Over forty people lined up at 10pm on Monday evening to get a seat in Kauai’s small council chambers the following day at 8:30am. They stood, laid and danced in line, through dark tropical downpours, for over 10 hours just to witness one of many ongoing council meetings. This has become the state of our lives over the past months. Public hearings lasting past 1am, historical mobilizations of thousands taking to the streets, nights where sleep has been replaced by research, writing and sign-making.
Little Kauai’s struggle against the largest chemical-seed corporations in the world is inspiring much attention. Nearly every corn seed in the industrial food system touches Hawaii somewhere; the most isolated islands in the world have become a main hub of research and development for the multinational companies that dominate the agricultural input market. Six corporations control 70 percent of the global pesticide (including herbicide and insecticide) market and essentially the entire market for genetically modified seeds. Four of them — Pioneer DuPont, Dow, Syngenta and BASF — occupy 15,000 acres on Kauai. Kauai has a population of 64,000 mostly working-class residents. A true David versus Goliath story that is just beginning to fully unfold.
Some recent media commentators have asked “why now?” about Hawaii’s growing movement against the agrochemical-GMO industry, suggesting the influence of arelatively paltry sum of non-local funding, a few friendly politicians, and Facebook. All things that perhaps have been tools in the movement, but surely not an explanation for its presence, popular resonance and firm determination.
To understand the “why” of our local struggle, it firstly needs to be situated in a larger global movement that is responding to a radically unjust, anti-democratic andecologically destructive food and agricultural system. On Kauai, the movement is partly about the local manifestations of that food system — the poisoning of land and people for the development of new technologies that the world does not want, and does not need. It is a response to resident grievances over breathing in pesticide-laden dust on a daily basis for the past 15 years; parent and teacher anger after dozens of students were poisoned a second and third time; local physician concerns that they are noticing higher rates of illnesses and rare birth defects; the frustration of Native Hawaiian taro farmers watching rivers go dry as chemical companies divert and dump water; beekeeper fears that they will be next to loose organic certification due to pesticide contamination, or experience hive die-off from the known bee-killers.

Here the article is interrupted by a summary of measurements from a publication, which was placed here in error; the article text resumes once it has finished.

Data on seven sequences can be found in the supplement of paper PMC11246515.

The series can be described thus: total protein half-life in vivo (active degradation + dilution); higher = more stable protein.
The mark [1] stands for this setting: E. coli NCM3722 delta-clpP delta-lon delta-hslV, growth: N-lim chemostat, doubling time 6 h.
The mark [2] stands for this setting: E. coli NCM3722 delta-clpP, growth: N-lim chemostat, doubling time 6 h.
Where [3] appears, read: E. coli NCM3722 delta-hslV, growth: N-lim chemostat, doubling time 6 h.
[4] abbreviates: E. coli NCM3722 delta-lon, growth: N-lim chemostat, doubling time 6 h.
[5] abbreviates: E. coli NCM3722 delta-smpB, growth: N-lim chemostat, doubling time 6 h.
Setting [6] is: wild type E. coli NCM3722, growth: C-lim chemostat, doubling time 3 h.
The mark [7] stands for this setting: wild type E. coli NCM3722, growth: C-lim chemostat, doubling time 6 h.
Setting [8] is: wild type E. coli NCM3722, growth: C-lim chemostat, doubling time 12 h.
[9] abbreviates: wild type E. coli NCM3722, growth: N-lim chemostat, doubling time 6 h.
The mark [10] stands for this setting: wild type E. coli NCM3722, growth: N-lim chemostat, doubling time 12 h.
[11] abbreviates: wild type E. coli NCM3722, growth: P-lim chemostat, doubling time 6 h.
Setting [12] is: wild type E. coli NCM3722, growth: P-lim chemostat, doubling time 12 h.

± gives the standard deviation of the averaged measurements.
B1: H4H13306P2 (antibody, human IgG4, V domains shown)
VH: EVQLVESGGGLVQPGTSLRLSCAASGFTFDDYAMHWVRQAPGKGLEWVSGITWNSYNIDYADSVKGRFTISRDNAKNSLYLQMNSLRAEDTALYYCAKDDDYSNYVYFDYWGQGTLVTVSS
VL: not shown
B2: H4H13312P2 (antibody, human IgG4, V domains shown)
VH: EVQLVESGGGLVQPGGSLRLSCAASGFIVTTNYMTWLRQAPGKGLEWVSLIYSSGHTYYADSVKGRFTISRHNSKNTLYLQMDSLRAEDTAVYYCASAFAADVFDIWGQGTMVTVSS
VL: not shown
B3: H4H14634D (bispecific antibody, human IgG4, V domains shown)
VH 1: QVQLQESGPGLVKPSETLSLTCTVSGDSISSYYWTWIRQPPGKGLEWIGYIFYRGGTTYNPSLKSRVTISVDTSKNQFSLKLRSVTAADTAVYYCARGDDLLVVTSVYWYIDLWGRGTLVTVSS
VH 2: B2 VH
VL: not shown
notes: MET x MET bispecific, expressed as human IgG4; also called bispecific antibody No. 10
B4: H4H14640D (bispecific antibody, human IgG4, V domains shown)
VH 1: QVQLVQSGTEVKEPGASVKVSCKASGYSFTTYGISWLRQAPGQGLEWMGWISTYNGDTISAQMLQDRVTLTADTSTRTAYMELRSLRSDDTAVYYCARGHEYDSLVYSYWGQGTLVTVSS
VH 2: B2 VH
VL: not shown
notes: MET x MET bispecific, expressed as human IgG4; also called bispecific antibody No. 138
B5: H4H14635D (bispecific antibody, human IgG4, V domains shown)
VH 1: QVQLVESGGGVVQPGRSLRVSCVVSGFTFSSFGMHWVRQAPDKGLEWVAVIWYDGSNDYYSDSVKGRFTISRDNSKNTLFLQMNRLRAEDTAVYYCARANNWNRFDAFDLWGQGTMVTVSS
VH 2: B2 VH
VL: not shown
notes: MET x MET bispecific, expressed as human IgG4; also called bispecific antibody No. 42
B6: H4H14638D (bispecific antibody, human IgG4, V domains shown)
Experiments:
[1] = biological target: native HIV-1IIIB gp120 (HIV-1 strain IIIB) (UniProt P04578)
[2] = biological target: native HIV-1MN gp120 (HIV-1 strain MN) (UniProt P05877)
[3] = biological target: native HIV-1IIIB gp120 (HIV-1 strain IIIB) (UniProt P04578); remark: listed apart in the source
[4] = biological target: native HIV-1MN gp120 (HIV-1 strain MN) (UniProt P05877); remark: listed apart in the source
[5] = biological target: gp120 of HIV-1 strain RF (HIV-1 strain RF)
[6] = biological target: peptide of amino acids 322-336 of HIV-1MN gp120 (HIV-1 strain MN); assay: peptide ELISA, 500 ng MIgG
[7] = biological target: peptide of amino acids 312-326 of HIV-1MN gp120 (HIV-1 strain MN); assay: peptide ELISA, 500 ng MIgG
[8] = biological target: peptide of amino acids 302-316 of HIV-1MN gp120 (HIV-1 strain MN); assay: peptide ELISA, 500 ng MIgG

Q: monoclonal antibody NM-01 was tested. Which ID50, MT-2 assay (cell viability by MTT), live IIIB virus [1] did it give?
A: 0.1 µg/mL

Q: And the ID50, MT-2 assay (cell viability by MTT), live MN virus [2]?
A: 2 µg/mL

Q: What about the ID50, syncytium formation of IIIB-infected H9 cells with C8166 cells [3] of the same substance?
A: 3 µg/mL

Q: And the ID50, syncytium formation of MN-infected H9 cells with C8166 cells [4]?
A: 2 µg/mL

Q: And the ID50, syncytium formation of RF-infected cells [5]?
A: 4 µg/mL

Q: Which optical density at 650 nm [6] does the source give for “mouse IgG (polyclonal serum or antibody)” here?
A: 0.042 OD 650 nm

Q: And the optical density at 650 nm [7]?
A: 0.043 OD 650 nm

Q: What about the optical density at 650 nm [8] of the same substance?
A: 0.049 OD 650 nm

Some of the same commentators have mistakenly labeled our struggle an “anti-GMO” movement, reducing our activism to mere opposition to a technology. More accurately, on Kauai we are responding to the specific impacts of the agrochemical-GMO industry on our island — clearly an issue of environmental justice. Within the global movement that we are a part of, there are people who do not believe we should be influencing life at the fundamental level that GMO technology does. There are also a lot of people in the movement who are not strictly opposed to the science of genetic engineering itself. In regards to GMOs, what is being opposed is the direction and control of that science, and the resulting social and ecological devastation of how it is being used.